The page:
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Plant Systematics and Evolution

, Volume 299, Issue 6, pp 1119–1133 | Cite as

The assembly of plants used as nectar sources by hummingbirds in a Cerrado area of Central Brazil

  • Francielle P. Araújo
  • Marlies Sazima
  • Paulo Eugênio OliveiraEmail author
Original Article

Abstract

Studies on hummingbird–plant interactions commonly use a pollination approach emphasizing mutualistic relationships. But floral resources are often used opportunistically by these birds. Plant–pollinator assemblies and pollination sustainability will depend both on the well-adapted plants and other potential floral resources. The Cerrado, Neotropical savannas of Central Brazil, has ca. 7.5 % of its flora supposedly adapted to hummingbird pollination. But detailed information about flowers effectively used by hummingbirds at community level is still lacking. Hence, we recorded all plant species visited by hummingbirds, to determine how these nectariferous flowers were distributed in time and space in different plant formations of a Cerrado area, and also the hummingbird species that visit them. The study was conducted between March 2007 and December 2008 in the Panga Ecological Station. Data regarding flowering phenology, floral morphology and visitation were collected monthly. Forty-six nectariferous species from 39 genera and 17 families were recorded, most with annual flowering dynamics and tubular flowers. But only 21 species had a combination of traits fitting classic ornithophilous syndrome. For the remaining species hummingbird visitation was ascertained from observations at the study site or other sites in the region. Eight hummingbird species occurred in the area and were recorded visiting directly 36 plant species. The study area presented a relatively low number of ornithophilous plants, but a great habitat diversity and many non-ornithophilous plants that hummingbirds used as nectar sources. Therefore, in the studied Cerrado, the diversity of environments and nectariferous plants favour the maintenance of resident and migrant hummingbirds.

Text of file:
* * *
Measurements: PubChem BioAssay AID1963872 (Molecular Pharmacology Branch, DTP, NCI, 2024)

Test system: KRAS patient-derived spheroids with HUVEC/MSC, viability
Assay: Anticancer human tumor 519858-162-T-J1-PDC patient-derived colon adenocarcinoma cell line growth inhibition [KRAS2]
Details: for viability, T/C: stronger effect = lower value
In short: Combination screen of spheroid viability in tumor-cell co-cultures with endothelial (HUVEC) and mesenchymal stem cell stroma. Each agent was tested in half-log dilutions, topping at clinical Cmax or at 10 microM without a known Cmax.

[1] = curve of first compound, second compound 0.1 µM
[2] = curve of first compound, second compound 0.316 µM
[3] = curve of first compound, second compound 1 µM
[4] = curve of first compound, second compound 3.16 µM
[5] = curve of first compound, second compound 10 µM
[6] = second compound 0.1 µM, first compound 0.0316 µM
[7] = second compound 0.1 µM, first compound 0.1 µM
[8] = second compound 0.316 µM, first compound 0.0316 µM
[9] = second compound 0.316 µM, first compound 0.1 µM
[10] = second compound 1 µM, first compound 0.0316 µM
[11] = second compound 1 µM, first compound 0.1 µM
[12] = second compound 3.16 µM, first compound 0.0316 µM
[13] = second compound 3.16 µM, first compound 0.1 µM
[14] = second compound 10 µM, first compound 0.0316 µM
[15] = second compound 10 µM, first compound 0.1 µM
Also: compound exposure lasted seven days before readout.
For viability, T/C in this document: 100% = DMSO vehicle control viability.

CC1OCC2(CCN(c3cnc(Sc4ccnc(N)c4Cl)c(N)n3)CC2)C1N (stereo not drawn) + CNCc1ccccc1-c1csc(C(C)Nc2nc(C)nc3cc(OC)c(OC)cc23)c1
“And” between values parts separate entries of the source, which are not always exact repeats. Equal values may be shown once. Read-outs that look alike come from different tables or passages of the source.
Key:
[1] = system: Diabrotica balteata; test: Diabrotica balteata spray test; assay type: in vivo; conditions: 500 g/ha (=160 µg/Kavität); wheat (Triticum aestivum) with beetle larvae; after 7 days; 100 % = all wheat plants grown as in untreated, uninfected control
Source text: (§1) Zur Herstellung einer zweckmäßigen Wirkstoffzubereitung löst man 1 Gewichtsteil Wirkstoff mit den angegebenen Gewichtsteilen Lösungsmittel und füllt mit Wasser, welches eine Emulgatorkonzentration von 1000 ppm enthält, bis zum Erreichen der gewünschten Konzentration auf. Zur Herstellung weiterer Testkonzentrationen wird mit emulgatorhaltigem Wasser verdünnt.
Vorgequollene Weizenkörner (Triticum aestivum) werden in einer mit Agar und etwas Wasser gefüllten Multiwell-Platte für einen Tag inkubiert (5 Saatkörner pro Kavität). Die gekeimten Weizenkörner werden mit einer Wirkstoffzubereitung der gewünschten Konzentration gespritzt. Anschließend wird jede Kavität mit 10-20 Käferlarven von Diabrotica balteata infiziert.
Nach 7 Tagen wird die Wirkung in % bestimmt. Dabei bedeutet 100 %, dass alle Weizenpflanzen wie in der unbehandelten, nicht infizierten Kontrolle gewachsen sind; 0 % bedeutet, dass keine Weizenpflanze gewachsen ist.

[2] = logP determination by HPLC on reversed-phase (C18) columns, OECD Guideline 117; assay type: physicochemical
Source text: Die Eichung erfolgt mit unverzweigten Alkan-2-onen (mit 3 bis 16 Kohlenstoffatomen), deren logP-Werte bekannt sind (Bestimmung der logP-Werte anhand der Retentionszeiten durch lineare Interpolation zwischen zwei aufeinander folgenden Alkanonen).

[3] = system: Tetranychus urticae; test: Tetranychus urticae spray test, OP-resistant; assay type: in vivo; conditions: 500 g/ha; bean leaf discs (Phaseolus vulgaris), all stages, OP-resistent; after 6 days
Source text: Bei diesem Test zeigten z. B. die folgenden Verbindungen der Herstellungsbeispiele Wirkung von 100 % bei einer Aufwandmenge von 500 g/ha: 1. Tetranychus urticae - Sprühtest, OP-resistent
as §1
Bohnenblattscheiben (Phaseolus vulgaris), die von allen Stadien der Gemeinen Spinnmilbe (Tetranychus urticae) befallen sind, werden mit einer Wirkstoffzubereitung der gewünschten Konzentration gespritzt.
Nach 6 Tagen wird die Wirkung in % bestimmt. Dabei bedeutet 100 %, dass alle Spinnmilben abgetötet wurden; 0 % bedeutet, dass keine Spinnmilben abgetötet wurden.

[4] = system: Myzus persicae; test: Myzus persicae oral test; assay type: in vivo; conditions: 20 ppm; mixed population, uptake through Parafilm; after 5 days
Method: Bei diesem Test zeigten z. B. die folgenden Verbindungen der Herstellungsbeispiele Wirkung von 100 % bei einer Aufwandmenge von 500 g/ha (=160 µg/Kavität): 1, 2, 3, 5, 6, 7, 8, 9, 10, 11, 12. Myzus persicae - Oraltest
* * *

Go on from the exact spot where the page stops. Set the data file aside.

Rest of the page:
Keywords

Flowering phenology Floral morphology Plant community Hummingbird visitation Ornithophily Neotropical savanna 

Notes

Acknowledgments

Thanks to Camila Bonizário de Andrade and Pietro Kiyoshi Maruyama for field assistance. Universidade Federal de Uberlândia granted access to the Panga Ecological Station. This study is part of the Ph.D. of FPA at the Departamento de Biologia Vegetal, Programa de Pós-Graduação em Ecologia, Universidade Estadual de Campinas, São Paulo, Brasil. Financial support was provided by CAPES, CNPq, and FAPEMIG research grants.

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Copyright information

© Springer-Verlag Wien 2013

Authors and Affiliations

  • Francielle P. Araújo
    • 1
  • Marlies Sazima
    • 2
  • Paulo Eugênio Oliveira
    • 1
    Email author
  1. 1.Instituto de BiologiaUniversidade Federal de UberlândiaUberlândiaBrazil
  2. 2.Departamento de Biologia Vegetal, Instituto de BiologiaUniversidade Estadual de CampinasCampinasBrazil

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